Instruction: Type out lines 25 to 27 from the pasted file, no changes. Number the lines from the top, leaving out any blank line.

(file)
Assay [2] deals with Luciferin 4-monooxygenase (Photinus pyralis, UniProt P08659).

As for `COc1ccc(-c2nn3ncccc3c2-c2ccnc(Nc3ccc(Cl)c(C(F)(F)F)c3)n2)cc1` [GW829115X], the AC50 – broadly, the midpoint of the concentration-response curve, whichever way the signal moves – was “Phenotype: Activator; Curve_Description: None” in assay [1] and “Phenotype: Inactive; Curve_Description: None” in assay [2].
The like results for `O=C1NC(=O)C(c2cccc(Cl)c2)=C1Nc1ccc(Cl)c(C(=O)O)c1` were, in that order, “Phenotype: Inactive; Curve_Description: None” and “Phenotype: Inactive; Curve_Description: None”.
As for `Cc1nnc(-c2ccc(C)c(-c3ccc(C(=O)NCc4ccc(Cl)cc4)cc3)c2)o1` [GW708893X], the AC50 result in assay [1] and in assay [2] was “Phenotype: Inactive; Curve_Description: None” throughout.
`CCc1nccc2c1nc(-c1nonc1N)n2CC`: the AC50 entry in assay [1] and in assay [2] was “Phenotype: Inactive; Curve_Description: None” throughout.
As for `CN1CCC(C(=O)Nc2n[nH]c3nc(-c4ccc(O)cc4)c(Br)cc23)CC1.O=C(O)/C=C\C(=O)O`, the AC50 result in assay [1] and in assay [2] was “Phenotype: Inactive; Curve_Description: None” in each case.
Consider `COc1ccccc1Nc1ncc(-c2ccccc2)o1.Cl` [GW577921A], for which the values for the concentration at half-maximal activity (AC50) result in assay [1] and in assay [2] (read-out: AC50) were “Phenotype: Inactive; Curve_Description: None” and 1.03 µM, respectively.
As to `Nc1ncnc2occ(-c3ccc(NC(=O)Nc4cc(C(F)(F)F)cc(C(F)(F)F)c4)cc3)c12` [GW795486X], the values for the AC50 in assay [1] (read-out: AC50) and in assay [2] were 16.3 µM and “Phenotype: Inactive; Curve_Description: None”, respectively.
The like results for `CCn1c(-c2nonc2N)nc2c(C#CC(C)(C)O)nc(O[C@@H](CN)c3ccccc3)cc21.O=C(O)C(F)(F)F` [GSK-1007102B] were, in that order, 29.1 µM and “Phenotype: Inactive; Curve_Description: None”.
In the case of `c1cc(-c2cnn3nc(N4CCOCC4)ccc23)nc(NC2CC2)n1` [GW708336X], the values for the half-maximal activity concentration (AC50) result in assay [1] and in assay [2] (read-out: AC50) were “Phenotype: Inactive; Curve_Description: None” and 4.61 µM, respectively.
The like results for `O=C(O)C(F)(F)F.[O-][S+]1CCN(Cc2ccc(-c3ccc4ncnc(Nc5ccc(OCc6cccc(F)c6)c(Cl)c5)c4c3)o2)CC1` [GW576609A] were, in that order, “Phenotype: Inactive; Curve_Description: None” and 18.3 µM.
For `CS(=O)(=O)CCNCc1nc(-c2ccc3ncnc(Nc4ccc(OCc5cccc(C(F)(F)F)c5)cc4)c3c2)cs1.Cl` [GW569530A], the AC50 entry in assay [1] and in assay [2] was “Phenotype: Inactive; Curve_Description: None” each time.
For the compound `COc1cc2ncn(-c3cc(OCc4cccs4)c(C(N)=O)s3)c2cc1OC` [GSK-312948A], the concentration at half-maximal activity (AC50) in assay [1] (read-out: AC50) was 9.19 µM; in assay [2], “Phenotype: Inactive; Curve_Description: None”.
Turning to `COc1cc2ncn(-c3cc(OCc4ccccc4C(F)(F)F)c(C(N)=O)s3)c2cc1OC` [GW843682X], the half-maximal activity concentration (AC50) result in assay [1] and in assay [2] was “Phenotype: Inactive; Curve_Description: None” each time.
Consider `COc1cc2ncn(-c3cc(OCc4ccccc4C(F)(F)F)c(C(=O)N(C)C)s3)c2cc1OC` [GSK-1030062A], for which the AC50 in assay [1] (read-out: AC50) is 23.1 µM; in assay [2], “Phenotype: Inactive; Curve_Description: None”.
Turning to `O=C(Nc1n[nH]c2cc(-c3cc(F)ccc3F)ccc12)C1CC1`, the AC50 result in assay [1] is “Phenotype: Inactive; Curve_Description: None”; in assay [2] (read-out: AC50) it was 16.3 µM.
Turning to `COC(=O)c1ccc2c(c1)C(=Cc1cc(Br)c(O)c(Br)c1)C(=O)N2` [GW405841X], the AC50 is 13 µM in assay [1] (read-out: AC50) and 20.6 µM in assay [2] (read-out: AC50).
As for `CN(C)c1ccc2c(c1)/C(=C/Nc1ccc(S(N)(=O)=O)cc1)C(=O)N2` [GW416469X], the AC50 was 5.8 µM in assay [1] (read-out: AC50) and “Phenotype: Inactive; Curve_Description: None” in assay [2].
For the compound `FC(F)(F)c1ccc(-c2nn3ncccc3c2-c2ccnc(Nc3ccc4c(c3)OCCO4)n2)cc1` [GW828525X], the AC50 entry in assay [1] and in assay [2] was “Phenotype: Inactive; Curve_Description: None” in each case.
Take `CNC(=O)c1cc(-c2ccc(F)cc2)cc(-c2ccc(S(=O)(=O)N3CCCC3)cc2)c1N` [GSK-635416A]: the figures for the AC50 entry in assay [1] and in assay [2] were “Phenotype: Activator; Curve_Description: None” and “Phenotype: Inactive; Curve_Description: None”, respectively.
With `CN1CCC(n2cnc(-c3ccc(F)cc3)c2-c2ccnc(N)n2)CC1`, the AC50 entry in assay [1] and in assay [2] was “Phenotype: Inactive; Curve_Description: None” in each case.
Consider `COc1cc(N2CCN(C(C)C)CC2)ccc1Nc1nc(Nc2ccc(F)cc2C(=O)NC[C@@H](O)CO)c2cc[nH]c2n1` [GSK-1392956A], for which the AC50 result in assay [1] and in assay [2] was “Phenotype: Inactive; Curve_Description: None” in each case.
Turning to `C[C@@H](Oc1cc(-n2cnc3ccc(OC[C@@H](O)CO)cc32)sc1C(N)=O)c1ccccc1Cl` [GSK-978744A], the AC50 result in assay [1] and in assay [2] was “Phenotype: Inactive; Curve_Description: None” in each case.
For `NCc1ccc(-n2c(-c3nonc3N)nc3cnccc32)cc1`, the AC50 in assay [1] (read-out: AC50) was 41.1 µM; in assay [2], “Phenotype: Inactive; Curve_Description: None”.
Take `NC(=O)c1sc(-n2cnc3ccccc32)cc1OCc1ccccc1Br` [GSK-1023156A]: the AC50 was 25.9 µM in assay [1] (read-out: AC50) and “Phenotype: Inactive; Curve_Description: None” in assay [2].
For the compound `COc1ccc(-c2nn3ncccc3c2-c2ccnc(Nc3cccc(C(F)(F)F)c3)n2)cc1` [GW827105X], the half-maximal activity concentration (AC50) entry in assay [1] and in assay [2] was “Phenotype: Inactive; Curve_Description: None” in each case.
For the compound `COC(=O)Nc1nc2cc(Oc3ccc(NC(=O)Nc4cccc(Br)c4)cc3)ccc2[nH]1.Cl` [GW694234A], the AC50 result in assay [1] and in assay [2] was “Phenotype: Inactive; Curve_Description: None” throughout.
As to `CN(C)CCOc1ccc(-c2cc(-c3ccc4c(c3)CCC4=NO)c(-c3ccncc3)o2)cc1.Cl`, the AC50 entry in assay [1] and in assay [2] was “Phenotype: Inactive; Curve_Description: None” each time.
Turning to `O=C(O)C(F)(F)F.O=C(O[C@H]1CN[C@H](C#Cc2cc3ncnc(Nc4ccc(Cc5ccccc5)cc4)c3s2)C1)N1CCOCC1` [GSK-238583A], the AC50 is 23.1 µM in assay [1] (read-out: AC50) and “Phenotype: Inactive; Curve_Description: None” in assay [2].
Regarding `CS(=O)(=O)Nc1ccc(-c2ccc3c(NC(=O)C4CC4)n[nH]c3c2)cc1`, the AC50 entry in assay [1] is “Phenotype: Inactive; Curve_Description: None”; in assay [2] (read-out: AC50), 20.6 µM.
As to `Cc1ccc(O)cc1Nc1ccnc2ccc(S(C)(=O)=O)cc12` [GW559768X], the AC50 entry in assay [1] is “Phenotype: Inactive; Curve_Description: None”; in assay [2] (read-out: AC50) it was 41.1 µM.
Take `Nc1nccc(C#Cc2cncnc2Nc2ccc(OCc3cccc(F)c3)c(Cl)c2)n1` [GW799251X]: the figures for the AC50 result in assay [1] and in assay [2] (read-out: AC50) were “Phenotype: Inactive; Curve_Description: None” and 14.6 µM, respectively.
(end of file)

Take `NC(=O)c1sc(-n2cnc3ccccc32)cc1OCc1ccccc1Br` [GSK-1023156A]: the AC50 was 25.9 µM in assay [1] (read-out: AC50) and “Phenotype: Inactive; Curve_Description: None” in assay [2].
For the compound `COc1ccc(-c2nn3ncccc3c2-c2ccnc(Nc3cccc(C(F)(F)F)c3)n2)cc1` [GW827105X], the half-maximal activity concentration (AC50) entry in assay [1] and in assay [2] was “Phenotype: Inactive; Curve_Description: None” in each case.
For the compound `COC(=O)Nc1nc2cc(Oc3ccc(NC(=O)Nc4cccc(Br)c4)cc3)ccc2[nH]1.Cl` [GW694234A], the AC50 result in assay [1] and in assay [2] was “Phenotype: Inactive; Curve_Description: None” throughout.